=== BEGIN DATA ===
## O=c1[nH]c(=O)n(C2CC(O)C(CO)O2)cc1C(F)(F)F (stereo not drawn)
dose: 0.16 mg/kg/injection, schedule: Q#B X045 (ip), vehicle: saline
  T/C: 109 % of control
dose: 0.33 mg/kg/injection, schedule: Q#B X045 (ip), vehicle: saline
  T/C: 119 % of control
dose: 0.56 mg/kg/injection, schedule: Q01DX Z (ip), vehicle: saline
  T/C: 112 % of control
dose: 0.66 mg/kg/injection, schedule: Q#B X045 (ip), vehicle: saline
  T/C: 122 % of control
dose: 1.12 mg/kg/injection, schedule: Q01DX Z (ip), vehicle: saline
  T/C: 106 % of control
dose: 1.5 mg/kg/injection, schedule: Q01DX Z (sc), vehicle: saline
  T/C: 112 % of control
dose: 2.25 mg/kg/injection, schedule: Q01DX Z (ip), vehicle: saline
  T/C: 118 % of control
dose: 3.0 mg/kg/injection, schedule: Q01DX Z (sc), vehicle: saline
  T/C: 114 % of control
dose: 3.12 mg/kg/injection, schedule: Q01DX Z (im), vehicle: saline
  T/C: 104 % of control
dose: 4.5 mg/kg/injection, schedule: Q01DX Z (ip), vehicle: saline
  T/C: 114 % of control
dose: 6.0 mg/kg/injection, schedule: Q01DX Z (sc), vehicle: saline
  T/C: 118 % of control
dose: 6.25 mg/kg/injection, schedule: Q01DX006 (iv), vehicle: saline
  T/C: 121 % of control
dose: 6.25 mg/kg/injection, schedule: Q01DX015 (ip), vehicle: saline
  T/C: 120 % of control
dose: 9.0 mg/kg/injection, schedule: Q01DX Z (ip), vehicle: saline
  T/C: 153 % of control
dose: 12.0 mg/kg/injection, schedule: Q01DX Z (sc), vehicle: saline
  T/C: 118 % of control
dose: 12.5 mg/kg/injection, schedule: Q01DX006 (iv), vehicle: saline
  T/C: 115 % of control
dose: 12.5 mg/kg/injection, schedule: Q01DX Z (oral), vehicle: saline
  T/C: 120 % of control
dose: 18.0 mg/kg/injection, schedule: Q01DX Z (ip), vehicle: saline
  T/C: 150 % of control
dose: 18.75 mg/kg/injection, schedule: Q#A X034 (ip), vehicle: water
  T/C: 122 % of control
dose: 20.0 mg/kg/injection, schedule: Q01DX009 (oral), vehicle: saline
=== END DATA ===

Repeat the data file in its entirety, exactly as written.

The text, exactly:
## O=c1[nH]c(=O)n(C2CC(O)C(CO)O2)cc1C(F)(F)F (stereo not drawn)
dose: 0.16 mg/kg/injection, schedule: Q#B X045 (ip), vehicle: saline
  T/C: 109 % of control
dose: 0.33 mg/kg/injection, schedule: Q#B X045 (ip), vehicle: saline
  T/C: 119 % of control
dose: 0.56 mg/kg/injection, schedule: Q01DX Z (ip), vehicle: saline
  T/C: 112 % of control
dose: 0.66 mg/kg/injection, schedule: Q#B X045 (ip), vehicle: saline
  T/C: 122 % of control
dose: 1.12 mg/kg/injection, schedule: Q01DX Z (ip), vehicle: saline
  T/C: 106 % of control
dose: 1.5 mg/kg/injection, schedule: Q01DX Z (sc), vehicle: saline
  T/C: 112 % of control
dose: 2.25 mg/kg/injection, schedule: Q01DX Z (ip), vehicle: saline
  T/C: 118 % of control
dose: 3.0 mg/kg/injection, schedule: Q01DX Z (sc), vehicle: saline
  T/C: 114 % of control
dose: 3.12 mg/kg/injection, schedule: Q01DX Z (im), vehicle: saline
  T/C: 104 % of control
dose: 4.5 mg/kg/injection, schedule: Q01DX Z (ip), vehicle: saline
  T/C: 114 % of control
dose: 6.0 mg/kg/injection, schedule: Q01DX Z (sc), vehicle: saline
  T/C: 118 % of control
dose: 6.25 mg/kg/injection, schedule: Q01DX006 (iv), vehicle: saline
  T/C: 121 % of control
dose: 6.25 mg/kg/injection, schedule: Q01DX015 (ip), vehicle: saline
  T/C: 120 % of control
dose: 9.0 mg/kg/injection, schedule: Q01DX Z (ip), vehicle: saline
  T/C: 153 % of control
dose: 12.0 mg/kg/injection, schedule: Q01DX Z (sc), vehicle: saline
  T/C: 118 % of control
dose: 12.5 mg/kg/injection, schedule: Q01DX006 (iv), vehicle: saline
  T/C: 115 % of control
dose: 12.5 mg/kg/injection, schedule: Q01DX Z (oral), vehicle: saline
  T/C: 120 % of control
dose: 18.0 mg/kg/injection, schedule: Q01DX Z (ip), vehicle: saline
  T/C: 150 % of control
dose: 18.75 mg/kg/injection, schedule: Q#A X034 (ip), vehicle: water
  T/C: 122 % of control
dose: 20.0 mg/kg/injection, schedule: Q01DX009 (oral), vehicle: saline